Moon nuking plans revealed

Last updated 13:23 29/11/2012
Fairfax Media

US planned to hit the Moon with a nuclear warhead.

Related Links

Moon nuking plan revealed

Relevant offers

World

Protesters take to the streets to show support for Scotland remaining in the EU Devotees of US motivational speaker burned after walking on hot coals Boris Johnson: From 'court jester' to Prime Minister-in-waiting WATCH: US murder suspect tries to snatch cop's gun inside interview room Brexit: How the EU split will actually work Brexit: Newspaper front pages after Britain votes to leave the EU Fast-moving 'ferocious' California wildfire kills two, destroys homes and vehicles Worst floods in West Virginia, US, in a century, 23 dead Brexit stuns investors, wipes US$3 trillion off stocks Search on after man in Australia falls off ferry into freezing waters

The United States planned to hit the Moon with a nuclear bomb during the Cold War, according to reports.

The secret project, dubbed A Study of Lunar Research Flights or "Project A119", was allegedly devised by US military chiefs at the height of the space race in the late 1950s as a show of strength over the Soviet Union, scientists claim.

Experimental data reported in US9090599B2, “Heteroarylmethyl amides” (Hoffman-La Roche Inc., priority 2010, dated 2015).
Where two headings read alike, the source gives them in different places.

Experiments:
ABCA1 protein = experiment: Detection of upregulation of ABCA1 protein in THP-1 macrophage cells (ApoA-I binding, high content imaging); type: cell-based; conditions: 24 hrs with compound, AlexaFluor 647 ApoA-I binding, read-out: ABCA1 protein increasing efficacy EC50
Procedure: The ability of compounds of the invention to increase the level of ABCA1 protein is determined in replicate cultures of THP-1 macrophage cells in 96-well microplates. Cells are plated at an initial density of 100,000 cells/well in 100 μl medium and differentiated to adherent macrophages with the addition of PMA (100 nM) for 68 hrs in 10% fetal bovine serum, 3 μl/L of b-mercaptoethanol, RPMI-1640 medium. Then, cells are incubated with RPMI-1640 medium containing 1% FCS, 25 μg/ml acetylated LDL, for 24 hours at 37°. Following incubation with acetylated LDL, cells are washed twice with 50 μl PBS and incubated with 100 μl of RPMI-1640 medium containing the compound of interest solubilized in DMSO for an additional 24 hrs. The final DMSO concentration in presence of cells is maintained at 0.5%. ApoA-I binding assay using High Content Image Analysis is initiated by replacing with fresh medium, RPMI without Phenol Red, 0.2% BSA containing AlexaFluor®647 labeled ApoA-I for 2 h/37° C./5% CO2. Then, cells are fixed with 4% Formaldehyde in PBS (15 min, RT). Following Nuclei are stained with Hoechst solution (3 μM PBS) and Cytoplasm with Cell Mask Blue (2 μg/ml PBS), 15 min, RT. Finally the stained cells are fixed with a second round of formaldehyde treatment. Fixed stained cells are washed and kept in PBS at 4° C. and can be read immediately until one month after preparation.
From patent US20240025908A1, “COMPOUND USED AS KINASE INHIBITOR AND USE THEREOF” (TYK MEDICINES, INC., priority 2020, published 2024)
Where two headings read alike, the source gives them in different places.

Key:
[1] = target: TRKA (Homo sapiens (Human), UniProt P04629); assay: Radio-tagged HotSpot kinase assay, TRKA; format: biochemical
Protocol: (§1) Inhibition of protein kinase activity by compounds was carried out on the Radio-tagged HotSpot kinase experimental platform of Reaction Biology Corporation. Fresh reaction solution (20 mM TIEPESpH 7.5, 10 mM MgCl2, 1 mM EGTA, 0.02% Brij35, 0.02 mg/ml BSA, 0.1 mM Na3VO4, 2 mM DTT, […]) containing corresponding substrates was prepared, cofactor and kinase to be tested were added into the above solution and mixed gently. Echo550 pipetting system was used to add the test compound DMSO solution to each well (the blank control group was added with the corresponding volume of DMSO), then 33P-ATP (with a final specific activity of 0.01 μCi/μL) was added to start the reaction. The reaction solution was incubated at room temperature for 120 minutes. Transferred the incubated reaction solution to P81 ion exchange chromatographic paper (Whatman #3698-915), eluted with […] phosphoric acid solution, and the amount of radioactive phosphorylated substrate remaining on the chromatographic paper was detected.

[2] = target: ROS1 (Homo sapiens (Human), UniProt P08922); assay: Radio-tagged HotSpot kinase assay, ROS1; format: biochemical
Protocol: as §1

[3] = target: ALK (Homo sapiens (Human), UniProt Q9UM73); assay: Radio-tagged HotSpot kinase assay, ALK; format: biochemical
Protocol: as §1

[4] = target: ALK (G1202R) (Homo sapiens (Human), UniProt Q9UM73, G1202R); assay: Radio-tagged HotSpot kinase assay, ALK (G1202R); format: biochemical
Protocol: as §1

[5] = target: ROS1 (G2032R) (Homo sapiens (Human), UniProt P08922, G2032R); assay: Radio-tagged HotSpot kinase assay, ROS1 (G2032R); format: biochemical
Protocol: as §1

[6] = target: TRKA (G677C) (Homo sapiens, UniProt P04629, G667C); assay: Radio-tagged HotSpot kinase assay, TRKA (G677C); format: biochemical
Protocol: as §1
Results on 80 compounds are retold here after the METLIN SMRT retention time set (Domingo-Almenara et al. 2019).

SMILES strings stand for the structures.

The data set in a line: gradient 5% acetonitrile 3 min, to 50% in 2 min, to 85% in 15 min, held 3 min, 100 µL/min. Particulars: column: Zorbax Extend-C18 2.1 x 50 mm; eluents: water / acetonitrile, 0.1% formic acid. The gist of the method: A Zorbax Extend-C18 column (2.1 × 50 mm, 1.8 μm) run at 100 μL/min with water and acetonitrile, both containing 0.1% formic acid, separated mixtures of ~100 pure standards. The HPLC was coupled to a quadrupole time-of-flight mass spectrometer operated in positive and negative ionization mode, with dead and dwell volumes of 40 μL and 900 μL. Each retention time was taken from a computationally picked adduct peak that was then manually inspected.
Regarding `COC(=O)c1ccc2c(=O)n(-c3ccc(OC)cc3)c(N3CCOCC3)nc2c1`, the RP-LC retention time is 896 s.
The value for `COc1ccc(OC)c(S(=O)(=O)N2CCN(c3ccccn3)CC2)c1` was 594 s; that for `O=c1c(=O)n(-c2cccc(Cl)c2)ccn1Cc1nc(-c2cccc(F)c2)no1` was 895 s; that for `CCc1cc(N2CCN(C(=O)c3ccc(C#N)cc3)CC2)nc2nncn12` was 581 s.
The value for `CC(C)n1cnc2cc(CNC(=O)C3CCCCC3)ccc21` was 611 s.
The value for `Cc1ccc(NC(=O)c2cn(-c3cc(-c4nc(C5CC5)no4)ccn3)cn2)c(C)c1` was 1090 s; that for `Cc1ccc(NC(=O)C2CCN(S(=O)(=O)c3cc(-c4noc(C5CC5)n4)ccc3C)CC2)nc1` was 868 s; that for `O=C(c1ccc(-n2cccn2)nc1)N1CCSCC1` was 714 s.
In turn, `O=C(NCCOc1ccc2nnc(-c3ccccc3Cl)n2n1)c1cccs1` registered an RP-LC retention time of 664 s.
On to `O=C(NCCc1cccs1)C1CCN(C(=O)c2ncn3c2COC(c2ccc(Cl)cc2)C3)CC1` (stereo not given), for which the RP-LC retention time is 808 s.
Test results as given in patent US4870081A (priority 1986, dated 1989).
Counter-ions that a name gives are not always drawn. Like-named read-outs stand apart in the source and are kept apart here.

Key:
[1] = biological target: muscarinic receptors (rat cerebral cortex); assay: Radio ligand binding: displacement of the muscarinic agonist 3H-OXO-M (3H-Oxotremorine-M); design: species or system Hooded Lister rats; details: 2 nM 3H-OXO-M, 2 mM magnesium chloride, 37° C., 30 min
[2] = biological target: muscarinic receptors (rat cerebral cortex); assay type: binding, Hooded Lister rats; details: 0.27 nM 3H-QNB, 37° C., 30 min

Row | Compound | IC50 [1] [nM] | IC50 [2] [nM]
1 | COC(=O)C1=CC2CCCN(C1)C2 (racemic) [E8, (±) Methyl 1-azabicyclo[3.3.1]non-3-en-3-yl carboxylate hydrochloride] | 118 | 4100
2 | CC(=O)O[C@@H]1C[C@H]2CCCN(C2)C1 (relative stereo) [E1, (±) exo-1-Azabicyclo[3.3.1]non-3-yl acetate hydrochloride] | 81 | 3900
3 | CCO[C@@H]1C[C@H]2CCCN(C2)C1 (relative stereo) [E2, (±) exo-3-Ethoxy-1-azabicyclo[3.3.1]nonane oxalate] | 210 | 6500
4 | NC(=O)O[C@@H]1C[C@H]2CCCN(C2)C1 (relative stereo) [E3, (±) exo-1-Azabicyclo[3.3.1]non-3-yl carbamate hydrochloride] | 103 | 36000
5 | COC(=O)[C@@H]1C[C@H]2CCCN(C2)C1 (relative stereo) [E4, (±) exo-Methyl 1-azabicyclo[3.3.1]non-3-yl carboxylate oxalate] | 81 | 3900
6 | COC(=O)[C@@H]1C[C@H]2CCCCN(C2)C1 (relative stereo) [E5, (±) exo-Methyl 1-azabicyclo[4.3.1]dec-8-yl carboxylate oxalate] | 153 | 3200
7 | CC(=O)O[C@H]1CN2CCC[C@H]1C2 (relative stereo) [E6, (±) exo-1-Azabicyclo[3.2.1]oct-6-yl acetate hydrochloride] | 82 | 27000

According to reports, the US would have used an atom bomb because a hydrogen bomb would have been too heavy.

A missile carrying the bomb would have been launched from an undisclosed location on Earth and travel to the Moon, where it would detonate on impact.

The project would have been carried out in 1959, but was reportedly abandoned by military officials due to fears that it would endanger people on Earth should the mission fail.

Physicist Leonard Reiffel, who was involved with the project, said it would have intimidated the Soviet Union and given the US a morale boost after the Russians successfully launched Sputnik in 1957. Reiffel went on to serve as deputy director at Nasa.

Scientists involved raised concerns about contaminating the Moon with radioactive material, Reiffel said.

Also involved in the project was astronomer Carl Sagan, at the time a young graduate, who carried out calculations about the behaviour of dust and gas generated by the blast.

According to the author of a Sagan biography, he may have committed a security breach in 1959 by disclosing the secret project in an academic fellowship application.

The US government has never formally confirmed its involvement in the project.

The US Air Force declined to comment on the claims.

Ad Feedback

- Stuff

Special offers

Featured Promotions

Sponsored Content